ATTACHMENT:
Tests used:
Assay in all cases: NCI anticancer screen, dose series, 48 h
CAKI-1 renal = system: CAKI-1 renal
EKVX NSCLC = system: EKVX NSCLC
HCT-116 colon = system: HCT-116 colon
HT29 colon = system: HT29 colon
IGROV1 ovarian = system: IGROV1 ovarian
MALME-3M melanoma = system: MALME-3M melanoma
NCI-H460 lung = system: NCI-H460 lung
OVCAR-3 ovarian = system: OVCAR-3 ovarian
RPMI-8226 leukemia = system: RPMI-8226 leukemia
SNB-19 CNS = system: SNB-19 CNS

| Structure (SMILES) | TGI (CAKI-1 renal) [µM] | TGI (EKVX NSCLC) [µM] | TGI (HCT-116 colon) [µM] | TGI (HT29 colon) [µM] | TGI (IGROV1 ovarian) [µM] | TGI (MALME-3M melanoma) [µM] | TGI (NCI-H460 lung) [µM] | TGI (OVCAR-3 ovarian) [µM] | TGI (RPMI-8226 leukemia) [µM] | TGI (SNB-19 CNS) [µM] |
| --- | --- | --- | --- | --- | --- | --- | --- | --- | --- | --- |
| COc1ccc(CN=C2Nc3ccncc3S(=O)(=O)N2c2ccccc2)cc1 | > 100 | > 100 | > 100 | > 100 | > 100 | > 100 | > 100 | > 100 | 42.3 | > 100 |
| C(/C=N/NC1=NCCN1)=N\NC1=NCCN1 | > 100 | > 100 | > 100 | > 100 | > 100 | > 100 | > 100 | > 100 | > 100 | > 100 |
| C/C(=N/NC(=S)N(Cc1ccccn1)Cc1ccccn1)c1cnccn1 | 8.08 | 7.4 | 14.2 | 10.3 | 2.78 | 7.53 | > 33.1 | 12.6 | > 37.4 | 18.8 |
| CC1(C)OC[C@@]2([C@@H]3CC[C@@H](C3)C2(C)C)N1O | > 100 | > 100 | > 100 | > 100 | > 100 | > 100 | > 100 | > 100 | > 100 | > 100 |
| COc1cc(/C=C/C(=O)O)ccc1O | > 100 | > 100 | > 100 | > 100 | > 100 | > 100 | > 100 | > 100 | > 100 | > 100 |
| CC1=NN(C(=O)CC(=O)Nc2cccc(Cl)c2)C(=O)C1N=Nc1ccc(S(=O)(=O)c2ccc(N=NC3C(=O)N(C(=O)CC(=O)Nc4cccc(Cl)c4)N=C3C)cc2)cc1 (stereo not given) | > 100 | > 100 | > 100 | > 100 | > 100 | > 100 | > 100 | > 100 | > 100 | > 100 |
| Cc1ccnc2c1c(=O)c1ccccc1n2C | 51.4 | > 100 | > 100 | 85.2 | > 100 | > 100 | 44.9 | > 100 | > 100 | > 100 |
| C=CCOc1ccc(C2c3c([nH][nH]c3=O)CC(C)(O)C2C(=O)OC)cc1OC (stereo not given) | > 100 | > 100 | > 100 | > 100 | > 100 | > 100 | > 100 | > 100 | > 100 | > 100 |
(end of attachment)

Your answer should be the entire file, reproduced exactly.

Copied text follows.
Tests used:
Assay in all cases: NCI anticancer screen, dose series, 48 h
CAKI-1 renal = system: CAKI-1 renal
EKVX NSCLC = system: EKVX NSCLC
HCT-116 colon = system: HCT-116 colon
HT29 colon = system: HT29 colon
IGROV1 ovarian = system: IGROV1 ovarian
MALME-3M melanoma = system: MALME-3M melanoma
NCI-H460 lung = system: NCI-H460 lung
OVCAR-3 ovarian = system: OVCAR-3 ovarian
RPMI-8226 leukemia = system: RPMI-8226 leukemia
SNB-19 CNS = system: SNB-19 CNS

| Structure (SMILES) | TGI (CAKI-1 renal) [µM] | TGI (EKVX NSCLC) [µM] | TGI (HCT-116 colon) [µM] | TGI (HT29 colon) [µM] | TGI (IGROV1 ovarian) [µM] | TGI (MALME-3M melanoma) [µM] | TGI (NCI-H460 lung) [µM] | TGI (OVCAR-3 ovarian) [µM] | TGI (RPMI-8226 leukemia) [µM] | TGI (SNB-19 CNS) [µM] |
| --- | --- | --- | --- | --- | --- | --- | --- | --- | --- | --- |
| COc1ccc(CN=C2Nc3ccncc3S(=O)(=O)N2c2ccccc2)cc1 | > 100 | > 100 | > 100 | > 100 | > 100 | > 100 | > 100 | > 100 | 42.3 | > 100 |
| C(/C=N/NC1=NCCN1)=N\NC1=NCCN1 | > 100 | > 100 | > 100 | > 100 | > 100 | > 100 | > 100 | > 100 | > 100 | > 100 |
| C/C(=N/NC(=S)N(Cc1ccccn1)Cc1ccccn1)c1cnccn1 | 8.08 | 7.4 | 14.2 | 10.3 | 2.78 | 7.53 | > 33.1 | 12.6 | > 37.4 | 18.8 |
| CC1(C)OC[C@@]2([C@@H]3CC[C@@H](C3)C2(C)C)N1O | > 100 | > 100 | > 100 | > 100 | > 100 | > 100 | > 100 | > 100 | > 100 | > 100 |
| COc1cc(/C=C/C(=O)O)ccc1O | > 100 | > 100 | > 100 | > 100 | > 100 | > 100 | > 100 | > 100 | > 100 | > 100 |
| CC1=NN(C(=O)CC(=O)Nc2cccc(Cl)c2)C(=O)C1N=Nc1ccc(S(=O)(=O)c2ccc(N=NC3C(=O)N(C(=O)CC(=O)Nc4cccc(Cl)c4)N=C3C)cc2)cc1 (stereo not given) | > 100 | > 100 | > 100 | > 100 | > 100 | > 100 | > 100 | > 100 | > 100 | > 100 |
| Cc1ccnc2c1c(=O)c1ccccc1n2C | 51.4 | > 100 | > 100 | 85.2 | > 100 | > 100 | 44.9 | > 100 | > 100 | > 100 |
| C=CCOc1ccc(C2c3c([nH][nH]c3=O)CC(C)(O)C2C(=O)OC)cc1OC (stereo not given) | > 100 | > 100 | > 100 | > 100 | > 100 | > 100 | > 100 | > 100 | > 100 | > 100 |